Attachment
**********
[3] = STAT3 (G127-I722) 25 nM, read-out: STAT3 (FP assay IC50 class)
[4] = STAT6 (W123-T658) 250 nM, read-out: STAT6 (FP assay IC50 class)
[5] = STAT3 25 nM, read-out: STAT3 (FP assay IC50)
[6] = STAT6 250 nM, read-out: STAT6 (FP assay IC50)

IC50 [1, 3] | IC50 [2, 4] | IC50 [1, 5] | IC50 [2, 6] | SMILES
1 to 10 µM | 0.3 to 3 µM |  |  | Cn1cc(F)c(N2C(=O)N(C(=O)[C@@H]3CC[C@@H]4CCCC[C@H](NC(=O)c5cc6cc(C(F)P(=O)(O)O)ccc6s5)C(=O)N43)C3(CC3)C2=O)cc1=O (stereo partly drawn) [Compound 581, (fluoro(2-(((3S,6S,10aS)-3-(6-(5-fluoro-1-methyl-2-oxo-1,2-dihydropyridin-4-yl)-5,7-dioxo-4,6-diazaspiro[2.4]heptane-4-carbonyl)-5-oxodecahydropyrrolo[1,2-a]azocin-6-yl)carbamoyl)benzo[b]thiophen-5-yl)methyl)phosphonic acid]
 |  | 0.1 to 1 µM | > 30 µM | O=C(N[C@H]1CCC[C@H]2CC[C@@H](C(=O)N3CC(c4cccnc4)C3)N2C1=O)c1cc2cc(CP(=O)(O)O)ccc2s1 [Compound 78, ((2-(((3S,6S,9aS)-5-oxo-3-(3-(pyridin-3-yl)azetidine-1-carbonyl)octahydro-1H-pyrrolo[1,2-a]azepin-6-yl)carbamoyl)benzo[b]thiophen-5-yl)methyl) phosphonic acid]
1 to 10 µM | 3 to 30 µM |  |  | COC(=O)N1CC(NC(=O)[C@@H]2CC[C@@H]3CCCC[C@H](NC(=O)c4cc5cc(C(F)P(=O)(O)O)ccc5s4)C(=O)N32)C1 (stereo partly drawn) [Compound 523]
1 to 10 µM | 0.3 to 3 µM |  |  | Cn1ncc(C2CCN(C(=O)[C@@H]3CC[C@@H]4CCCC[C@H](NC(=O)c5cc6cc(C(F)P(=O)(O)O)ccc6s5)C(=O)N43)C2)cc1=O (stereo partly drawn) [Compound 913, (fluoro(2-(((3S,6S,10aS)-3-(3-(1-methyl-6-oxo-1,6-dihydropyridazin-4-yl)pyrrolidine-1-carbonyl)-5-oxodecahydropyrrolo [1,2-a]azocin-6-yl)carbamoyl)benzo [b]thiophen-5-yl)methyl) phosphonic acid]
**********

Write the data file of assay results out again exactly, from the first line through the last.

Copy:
[3] = STAT3 (G127-I722) 25 nM, read-out: STAT3 (FP assay IC50 class)
[4] = STAT6 (W123-T658) 250 nM, read-out: STAT6 (FP assay IC50 class)
[5] = STAT3 25 nM, read-out: STAT3 (FP assay IC50)
[6] = STAT6 250 nM, read-out: STAT6 (FP assay IC50)

IC50 [1, 3] | IC50 [2, 4] | IC50 [1, 5] | IC50 [2, 6] | SMILES
1 to 10 µM | 0.3 to 3 µM |  |  | Cn1cc(F)c(N2C(=O)N(C(=O)[C@@H]3CC[C@@H]4CCCC[C@H](NC(=O)c5cc6cc(C(F)P(=O)(O)O)ccc6s5)C(=O)N43)C3(CC3)C2=O)cc1=O (stereo partly drawn) [Compound 581, (fluoro(2-(((3S,6S,10aS)-3-(6-(5-fluoro-1-methyl-2-oxo-1,2-dihydropyridin-4-yl)-5,7-dioxo-4,6-diazaspiro[2.4]heptane-4-carbonyl)-5-oxodecahydropyrrolo[1,2-a]azocin-6-yl)carbamoyl)benzo[b]thiophen-5-yl)methyl)phosphonic acid]
 |  | 0.1 to 1 µM | > 30 µM | O=C(N[C@H]1CCC[C@H]2CC[C@@H](C(=O)N3CC(c4cccnc4)C3)N2C1=O)c1cc2cc(CP(=O)(O)O)ccc2s1 [Compound 78, ((2-(((3S,6S,9aS)-5-oxo-3-(3-(pyridin-3-yl)azetidine-1-carbonyl)octahydro-1H-pyrrolo[1,2-a]azepin-6-yl)carbamoyl)benzo[b]thiophen-5-yl)methyl) phosphonic acid]
1 to 10 µM | 3 to 30 µM |  |  | COC(=O)N1CC(NC(=O)[C@@H]2CC[C@@H]3CCCC[C@H](NC(=O)c4cc5cc(C(F)P(=O)(O)O)ccc5s4)C(=O)N32)C1 (stereo partly drawn) [Compound 523]
1 to 10 µM | 0.3 to 3 µM |  |  | Cn1ncc(C2CCN(C(=O)[C@@H]3CC[C@@H]4CCCC[C@H](NC(=O)c5cc6cc(C(F)P(=O)(O)O)ccc6s5)C(=O)N43)C2)cc1=O (stereo partly drawn) [Compound 913, (fluoro(2-(((3S,6S,10aS)-3-(3-(1-methyl-6-oxo-1,6-dihydropyridazin-4-yl)pyrrolidine-1-carbonyl)-5-oxodecahydropyrrolo [1,2-a]azocin-6-yl)carbamoyl)benzo [b]thiophen-5-yl)methyl) phosphonic acid]